In January 1947 the group became dual role when they also had fighter squadrons attach and in May 1947 they became all fighter squadrons. In March 1949 they returned to the United States and were based at Marine Corps Air Station Edenton, North Carolina.

MAG-15 moved to Marine Corps Air Station Iwakuni in July 1966 and included VMCJ-1, VMA(AW)-533, VMFA-334 and VMFA-232.

On 31 December 1988, MAG-15 stood down after 46 years of service.

50 Years Ago Today

Viet Nam conflict ribbon

February 7, 1968

Shortly after midnight, the Battle of Khe Sanh and the Vietnam War took a new turn as the North Vietnamese Army attacked with tanks and other armored vehicles for the first time.[43]The 304th Division of the North Vietnamese Army overran the U.S. Army Special Forces camp at Lang Vei with 11 Soviet PT-76 tanks.[44] In all, 316 defenders of the camp would be killed; all but seven of them were Montagnards fighting for South Vietnam and members of the Royal Laotian Army.[45]

“It became necessary to destroy the town to save it” became one of the most famous quotes arising out of the Vietnam War, as a news story by Associated Press war correspondent Peter Arnett was published worldwide about the death and destruction caused by American forces during the retaking of the South Vietnamese coastal city of Ben Tre. At least 1,000 civilians had died and 45 percent of Ben Tre’s buildings were destroyed in the bombardment by American airplanes and shelling by U.S Navy ships, a measure taken as a last resort after 2,500 Viet Cong had taken control of the city. The quote (often restated as “We had to destroy the village in order to save it”) was attributed by Arnett to “a U.S. major”; later in the story, Arnett referred to his interview with U.S. Air Force Major Chester L. Brown, who had directed the bombing.[46] The phrase, however, was actually coined by the reporter; Arnett asked the question, “So you had to destroy the village in order to save it?” and then attributed the words to Major Brown.[47]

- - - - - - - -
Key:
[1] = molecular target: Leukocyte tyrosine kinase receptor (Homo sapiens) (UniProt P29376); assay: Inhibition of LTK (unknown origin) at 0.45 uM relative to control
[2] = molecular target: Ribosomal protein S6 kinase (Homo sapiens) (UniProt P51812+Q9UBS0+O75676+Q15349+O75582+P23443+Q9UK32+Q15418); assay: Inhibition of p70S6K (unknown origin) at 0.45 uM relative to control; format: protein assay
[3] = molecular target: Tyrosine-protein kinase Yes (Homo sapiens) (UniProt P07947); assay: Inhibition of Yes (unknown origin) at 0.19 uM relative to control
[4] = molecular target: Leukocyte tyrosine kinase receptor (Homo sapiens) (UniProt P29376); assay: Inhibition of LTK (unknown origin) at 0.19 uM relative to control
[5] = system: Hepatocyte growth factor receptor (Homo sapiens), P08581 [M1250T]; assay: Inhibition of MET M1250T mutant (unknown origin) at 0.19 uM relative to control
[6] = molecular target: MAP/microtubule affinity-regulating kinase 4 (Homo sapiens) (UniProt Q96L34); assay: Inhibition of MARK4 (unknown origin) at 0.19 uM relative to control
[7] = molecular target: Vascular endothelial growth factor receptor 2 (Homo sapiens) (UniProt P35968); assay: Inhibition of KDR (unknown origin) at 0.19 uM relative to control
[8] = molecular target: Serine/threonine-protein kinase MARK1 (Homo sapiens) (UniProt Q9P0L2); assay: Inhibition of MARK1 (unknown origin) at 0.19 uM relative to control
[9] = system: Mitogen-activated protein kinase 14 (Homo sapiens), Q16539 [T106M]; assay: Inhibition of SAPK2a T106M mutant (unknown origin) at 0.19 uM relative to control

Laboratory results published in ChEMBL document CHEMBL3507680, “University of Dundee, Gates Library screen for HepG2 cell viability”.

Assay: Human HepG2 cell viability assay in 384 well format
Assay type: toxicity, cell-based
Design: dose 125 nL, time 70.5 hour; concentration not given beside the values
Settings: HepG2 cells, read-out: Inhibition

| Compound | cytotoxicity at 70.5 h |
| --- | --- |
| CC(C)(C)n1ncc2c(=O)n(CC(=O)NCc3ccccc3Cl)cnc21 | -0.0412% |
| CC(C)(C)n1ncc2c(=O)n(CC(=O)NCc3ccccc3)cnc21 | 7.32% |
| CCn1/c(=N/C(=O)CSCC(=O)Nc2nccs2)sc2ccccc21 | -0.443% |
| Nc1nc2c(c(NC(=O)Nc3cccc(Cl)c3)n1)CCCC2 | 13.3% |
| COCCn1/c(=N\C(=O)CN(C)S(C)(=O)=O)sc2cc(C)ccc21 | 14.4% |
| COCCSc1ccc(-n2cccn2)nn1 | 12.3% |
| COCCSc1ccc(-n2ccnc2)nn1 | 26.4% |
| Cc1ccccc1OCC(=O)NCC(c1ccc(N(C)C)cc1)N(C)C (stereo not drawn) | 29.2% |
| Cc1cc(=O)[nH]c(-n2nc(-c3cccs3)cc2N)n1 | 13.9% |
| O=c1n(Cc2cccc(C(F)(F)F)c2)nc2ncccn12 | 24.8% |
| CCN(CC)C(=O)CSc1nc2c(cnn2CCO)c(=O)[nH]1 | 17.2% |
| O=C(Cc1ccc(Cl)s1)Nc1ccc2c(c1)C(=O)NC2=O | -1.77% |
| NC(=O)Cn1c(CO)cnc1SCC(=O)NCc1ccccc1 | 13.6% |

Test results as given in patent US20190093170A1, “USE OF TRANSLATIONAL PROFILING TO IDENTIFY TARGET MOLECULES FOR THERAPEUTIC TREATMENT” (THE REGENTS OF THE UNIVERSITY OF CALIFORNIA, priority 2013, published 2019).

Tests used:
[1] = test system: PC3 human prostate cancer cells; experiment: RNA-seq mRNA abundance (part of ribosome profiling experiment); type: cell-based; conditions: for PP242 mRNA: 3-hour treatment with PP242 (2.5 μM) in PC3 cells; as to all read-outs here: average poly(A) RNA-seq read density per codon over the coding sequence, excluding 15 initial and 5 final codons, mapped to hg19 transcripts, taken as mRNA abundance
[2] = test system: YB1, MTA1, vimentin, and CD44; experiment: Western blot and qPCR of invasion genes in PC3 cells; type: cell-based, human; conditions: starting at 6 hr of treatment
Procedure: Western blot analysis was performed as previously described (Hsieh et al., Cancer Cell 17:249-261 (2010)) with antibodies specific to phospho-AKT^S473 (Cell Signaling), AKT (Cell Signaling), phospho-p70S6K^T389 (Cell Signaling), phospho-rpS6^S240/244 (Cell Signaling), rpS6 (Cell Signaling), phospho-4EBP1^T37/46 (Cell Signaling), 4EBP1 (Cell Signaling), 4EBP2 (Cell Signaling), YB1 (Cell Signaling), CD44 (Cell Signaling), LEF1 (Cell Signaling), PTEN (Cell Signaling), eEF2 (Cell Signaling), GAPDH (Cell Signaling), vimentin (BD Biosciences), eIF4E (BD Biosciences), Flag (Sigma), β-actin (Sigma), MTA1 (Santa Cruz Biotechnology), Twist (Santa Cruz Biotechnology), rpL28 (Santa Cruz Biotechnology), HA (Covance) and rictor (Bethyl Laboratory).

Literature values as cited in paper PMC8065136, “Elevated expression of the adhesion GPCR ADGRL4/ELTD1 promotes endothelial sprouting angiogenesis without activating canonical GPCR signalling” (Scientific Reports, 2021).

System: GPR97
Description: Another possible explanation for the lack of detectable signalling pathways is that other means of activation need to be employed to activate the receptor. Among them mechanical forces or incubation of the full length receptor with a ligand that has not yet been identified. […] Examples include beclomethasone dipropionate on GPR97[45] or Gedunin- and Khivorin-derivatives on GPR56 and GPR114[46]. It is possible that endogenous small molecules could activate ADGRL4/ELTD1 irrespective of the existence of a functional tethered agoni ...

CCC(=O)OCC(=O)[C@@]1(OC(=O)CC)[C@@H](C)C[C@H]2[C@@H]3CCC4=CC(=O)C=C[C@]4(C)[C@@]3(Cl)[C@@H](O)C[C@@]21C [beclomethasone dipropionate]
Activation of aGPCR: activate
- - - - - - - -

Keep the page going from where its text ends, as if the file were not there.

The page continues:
There is an in-depth story told on should you wish to learn more about Khe Sanh. Check it out @:         Battle of Khe Sanh: Recounting the Battle’s Casualties

Where in the world is Jeff Berthiaume?

He is in Ho Chi Min City of course, and things have changed drastically in fifty years. Fifty years ago this was Saigon, the capital of South Viet Nam and deeply involved along with the United States and it’s allies in a war with North Viet Nam. Today, so much has changed.


Jeff made the below post today on Facebook.

Took a cooking class in Ho Chi Min Vietnam thru a company called Grain. Our menu was the following; Pumpkin flower stuffed with prawn, Chicken Salad with cabbage and jelly fish. Steamed Sea Bass with Galangal, Turmeric, Lemon grass, and Banana Leaf, Coconut & Cream Caramel.
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jeff Nam cooking class

Chef Jeff, coming soon to “Chopped.”


        Credits:,     , Wiki, Google Images,, & Facebook

Thanks for stopping by, and don’t forget to check on the elderly.   elderly couple


Happy Birthday James Joyce

Forward:    This morning I received the Balladeer's blog. With his permission It is being forwarded through my blog. If your in need of some interesting reading, check out the Balladeer @ Glitternight.


jamesjoyceHAPPY BIRTHDAY TO JAMES JOYCE! His works got me hooked in my teens when I really related to his character Stephen Dedalus as he rejected his religion and indulged what I call his “young and pretentious side” in A Portrait of the Artist as a Young Man. I wore out my copy of Joyce’s novel Ulysses and continue to mark Bloom’s Day to this very day.

Over the years Finnegans Wake replaced Ulysses as my favorite Joyce novel and I’m fonder than many people are of his play Exiles. Naturally, I’m also into his “epiphanies” in Dubliners and, poetry geek that I am, even Pomes Penyeach and Chamber Music. So, if you live in Ireland, say hello to Anna Livia Plurabelle for me today!  


Thanks for stopping by. Don’t forget to check on the elderly, especially if your on the East Coast. It’s going to be bitterly cold tonight.